You start to realize how insignificant monetary things are for your day-to-day happiness. The majority of your grateful moments don’t cost a dime: time spent with friends and family, something nice someone said, a good workout that day. 

That’s not to say money is unimportant, but there is something comforting in realizing that the moments you’re actually grateful for each day are free.

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The journaling trap

By examining positive moments too closely, we suck the joy right out of them. 

Therefore, when seeking insights from journaling, explore the negative and not overthink the...

Discharging emotions

Using journaling solely as an outlet for discharging emotions may suck the insight right out of the experience.

The benefits of expressive writing only emerge when we write about both the factual and the emotional aspects of the events we’re describing—neither on its own is effective in producing insight.

Moderation, even in reflection

To ensure maximum benefits, it’s probably best that you don’t write every day in your journal. 

People should not write about a horrible event for more than a couple of weeks. You risk getting into a sort of cycle of self-pity. But standing back every now and then and evaluating where you are in life is really important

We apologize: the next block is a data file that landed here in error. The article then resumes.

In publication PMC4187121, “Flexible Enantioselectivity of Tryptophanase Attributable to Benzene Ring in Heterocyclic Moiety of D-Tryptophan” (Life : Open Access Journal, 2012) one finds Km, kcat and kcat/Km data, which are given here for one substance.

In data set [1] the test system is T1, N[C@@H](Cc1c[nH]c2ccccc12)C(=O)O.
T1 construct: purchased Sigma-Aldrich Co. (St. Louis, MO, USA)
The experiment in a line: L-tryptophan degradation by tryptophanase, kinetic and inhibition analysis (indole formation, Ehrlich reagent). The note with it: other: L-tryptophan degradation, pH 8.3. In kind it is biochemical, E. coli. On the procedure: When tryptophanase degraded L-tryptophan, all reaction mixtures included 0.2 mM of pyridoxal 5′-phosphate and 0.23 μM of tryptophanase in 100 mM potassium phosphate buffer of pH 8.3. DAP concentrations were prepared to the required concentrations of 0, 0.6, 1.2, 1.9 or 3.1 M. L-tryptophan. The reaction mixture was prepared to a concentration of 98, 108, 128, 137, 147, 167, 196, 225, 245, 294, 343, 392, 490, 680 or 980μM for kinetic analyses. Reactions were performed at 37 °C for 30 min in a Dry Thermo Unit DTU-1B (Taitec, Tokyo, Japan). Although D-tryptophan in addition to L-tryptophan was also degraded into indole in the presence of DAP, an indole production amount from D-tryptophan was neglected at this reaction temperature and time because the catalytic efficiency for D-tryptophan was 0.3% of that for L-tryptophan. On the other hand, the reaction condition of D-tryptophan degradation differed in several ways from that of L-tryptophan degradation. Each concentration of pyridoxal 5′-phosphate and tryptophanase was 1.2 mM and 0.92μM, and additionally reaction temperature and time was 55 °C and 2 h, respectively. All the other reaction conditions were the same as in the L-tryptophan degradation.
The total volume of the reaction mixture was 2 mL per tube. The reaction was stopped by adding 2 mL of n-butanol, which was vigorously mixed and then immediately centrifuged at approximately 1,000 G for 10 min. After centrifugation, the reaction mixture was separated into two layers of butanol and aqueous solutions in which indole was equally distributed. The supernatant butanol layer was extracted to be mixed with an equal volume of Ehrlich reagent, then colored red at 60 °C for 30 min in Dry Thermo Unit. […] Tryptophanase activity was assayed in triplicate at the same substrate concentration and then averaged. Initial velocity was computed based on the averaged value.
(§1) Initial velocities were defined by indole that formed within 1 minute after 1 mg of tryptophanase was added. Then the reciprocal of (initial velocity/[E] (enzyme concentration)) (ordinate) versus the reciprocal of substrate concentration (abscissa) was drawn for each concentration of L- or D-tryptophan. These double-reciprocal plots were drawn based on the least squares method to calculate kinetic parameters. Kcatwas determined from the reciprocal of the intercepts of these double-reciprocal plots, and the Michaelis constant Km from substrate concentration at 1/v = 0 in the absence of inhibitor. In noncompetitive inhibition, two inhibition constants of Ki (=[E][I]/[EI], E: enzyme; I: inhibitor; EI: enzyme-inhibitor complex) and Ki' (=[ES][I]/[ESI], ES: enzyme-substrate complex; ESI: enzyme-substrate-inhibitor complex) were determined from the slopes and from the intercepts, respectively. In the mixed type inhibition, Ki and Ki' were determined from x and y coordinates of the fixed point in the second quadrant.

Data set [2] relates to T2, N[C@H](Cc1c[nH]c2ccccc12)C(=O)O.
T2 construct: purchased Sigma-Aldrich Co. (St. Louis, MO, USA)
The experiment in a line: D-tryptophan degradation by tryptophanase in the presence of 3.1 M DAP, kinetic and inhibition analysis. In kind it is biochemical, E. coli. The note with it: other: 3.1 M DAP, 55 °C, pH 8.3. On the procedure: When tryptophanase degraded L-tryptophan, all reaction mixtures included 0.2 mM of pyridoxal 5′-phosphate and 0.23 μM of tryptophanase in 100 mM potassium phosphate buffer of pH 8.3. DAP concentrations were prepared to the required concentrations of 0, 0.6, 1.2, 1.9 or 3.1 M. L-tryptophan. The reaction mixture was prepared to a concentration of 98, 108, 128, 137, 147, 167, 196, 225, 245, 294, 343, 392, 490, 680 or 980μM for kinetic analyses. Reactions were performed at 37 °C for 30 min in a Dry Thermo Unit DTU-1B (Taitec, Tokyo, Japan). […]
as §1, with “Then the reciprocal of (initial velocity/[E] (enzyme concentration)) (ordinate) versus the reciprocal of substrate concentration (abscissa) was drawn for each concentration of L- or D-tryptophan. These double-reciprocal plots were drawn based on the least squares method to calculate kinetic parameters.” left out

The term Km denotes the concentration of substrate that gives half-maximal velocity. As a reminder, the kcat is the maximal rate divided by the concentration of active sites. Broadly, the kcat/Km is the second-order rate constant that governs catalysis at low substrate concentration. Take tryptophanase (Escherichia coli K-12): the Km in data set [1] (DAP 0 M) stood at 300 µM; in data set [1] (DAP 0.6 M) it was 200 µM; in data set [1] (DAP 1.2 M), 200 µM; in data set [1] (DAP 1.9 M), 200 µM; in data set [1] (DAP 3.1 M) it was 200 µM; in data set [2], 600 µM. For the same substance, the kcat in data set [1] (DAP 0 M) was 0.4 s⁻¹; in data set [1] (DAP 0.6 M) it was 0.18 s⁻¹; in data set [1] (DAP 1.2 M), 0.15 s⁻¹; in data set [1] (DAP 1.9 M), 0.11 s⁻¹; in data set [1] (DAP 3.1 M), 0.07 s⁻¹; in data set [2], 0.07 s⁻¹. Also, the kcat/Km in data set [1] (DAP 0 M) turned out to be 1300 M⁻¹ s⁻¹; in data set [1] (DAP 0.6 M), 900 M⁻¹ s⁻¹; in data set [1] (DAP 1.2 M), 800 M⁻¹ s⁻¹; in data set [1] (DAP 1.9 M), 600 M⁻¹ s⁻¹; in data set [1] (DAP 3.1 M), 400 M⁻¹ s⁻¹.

Benefits of journaling
Benefits of journaling

Journaling can help with personal growth and development. By regularly recording your thoughts, you will gain insight into your behaviors and moods.

Journaling can ...

Journaling: An effective tool
  • Journaling can be used to sort through turbulent emotions and to discover hidden lessons from your experience.
  • Art journaling: using mixed media can help you express yourself in refreshing and unusual ways.
  • Journals can help you reflect. Journaling is a method of allowing the light of understanding and compassion to shine on your past.
Tips to get started with journaling
  • Start writing about where you are in your life at this moment. Describe your living situation, your work, and your relationships.
  • Don’t edit your thoughts or feelings and don’t correct your grammar. Don’t censor your thoughts.
  • If there’s something you are struggling with or an event that’s disturbing you, write about it in the third person.